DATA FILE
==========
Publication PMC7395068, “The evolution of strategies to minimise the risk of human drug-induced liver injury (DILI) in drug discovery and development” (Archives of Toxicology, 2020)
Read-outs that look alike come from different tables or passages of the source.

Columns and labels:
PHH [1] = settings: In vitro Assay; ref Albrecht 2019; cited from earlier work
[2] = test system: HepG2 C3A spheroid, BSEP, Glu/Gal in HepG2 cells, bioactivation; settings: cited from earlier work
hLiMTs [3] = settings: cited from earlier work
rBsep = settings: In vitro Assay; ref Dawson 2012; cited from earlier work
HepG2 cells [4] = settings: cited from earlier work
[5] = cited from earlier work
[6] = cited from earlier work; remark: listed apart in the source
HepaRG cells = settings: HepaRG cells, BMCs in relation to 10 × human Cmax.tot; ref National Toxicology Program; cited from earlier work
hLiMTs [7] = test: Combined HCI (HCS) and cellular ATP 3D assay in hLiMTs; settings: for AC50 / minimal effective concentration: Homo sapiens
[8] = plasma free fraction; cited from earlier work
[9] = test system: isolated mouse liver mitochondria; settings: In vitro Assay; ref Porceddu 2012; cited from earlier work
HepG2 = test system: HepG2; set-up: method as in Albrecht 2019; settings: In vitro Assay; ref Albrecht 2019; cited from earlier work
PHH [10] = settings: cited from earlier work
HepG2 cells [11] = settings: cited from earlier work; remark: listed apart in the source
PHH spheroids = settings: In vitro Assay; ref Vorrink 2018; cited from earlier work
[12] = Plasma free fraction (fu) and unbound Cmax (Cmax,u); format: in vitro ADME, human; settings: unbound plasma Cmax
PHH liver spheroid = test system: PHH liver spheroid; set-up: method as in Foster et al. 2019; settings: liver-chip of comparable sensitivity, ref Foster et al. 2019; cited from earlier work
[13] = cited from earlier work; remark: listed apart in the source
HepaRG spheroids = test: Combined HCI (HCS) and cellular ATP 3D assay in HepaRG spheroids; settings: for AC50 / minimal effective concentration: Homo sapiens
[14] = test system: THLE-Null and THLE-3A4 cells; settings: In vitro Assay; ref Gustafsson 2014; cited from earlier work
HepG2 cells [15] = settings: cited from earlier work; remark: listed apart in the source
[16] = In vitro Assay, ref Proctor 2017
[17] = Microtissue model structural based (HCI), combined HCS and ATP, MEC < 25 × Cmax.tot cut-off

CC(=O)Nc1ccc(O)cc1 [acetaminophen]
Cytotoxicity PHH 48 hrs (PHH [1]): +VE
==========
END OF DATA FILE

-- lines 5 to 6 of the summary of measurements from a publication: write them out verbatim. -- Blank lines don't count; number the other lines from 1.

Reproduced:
[2] = test system: HepG2 C3A spheroid, BSEP, Glu/Gal in HepG2 cells, bioactivation; settings: cited from earlier work
hLiMTs [3] = settings: cited from earlier work